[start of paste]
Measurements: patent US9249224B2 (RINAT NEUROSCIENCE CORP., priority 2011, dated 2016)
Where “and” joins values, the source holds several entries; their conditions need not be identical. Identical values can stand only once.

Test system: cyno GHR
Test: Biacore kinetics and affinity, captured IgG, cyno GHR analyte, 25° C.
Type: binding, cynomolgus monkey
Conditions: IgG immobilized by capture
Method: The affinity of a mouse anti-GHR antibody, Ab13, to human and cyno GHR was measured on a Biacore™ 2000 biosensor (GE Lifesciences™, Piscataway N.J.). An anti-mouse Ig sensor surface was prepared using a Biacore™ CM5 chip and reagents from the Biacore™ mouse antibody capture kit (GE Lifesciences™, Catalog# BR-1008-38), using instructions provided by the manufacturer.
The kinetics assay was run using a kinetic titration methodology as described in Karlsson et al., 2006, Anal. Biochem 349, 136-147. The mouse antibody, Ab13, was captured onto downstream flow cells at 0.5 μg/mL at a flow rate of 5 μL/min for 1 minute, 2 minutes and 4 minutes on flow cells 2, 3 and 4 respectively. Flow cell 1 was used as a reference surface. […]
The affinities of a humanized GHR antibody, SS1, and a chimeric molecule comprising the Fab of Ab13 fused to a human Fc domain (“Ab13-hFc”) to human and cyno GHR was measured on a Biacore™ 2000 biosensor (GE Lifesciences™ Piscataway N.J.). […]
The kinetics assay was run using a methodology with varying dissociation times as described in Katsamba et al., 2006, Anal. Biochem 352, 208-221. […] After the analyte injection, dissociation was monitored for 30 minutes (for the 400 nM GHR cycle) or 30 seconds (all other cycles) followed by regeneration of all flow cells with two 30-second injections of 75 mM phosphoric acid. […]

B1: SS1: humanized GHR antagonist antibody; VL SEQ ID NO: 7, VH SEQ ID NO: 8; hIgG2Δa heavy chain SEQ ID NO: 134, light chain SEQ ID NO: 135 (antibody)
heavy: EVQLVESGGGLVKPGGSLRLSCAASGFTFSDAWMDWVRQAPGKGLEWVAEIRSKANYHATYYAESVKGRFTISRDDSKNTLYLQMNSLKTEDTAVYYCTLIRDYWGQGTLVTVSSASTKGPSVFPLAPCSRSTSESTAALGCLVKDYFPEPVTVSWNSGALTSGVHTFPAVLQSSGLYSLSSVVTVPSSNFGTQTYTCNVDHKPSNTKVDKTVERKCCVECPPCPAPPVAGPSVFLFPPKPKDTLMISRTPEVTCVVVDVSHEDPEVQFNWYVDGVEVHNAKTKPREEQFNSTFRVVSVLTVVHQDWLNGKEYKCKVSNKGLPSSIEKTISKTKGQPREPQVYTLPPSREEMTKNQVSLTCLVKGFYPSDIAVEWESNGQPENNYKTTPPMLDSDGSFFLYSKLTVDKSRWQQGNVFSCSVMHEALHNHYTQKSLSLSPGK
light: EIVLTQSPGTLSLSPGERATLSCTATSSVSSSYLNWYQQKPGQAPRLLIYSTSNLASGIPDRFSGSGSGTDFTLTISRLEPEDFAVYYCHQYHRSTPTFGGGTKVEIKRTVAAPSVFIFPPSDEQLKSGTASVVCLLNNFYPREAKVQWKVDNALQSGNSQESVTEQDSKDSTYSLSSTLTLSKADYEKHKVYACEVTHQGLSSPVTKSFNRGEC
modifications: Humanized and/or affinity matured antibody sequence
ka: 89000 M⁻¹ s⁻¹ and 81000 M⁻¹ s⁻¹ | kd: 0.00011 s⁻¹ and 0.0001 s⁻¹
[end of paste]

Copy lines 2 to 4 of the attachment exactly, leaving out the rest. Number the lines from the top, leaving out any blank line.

Where “and” joins values, the source holds several entries; their conditions need not be identical. Identical values can stand only once.

Test system: cyno GHR
Test: Biacore kinetics and affinity, captured IgG, cyno GHR analyte, 25° C.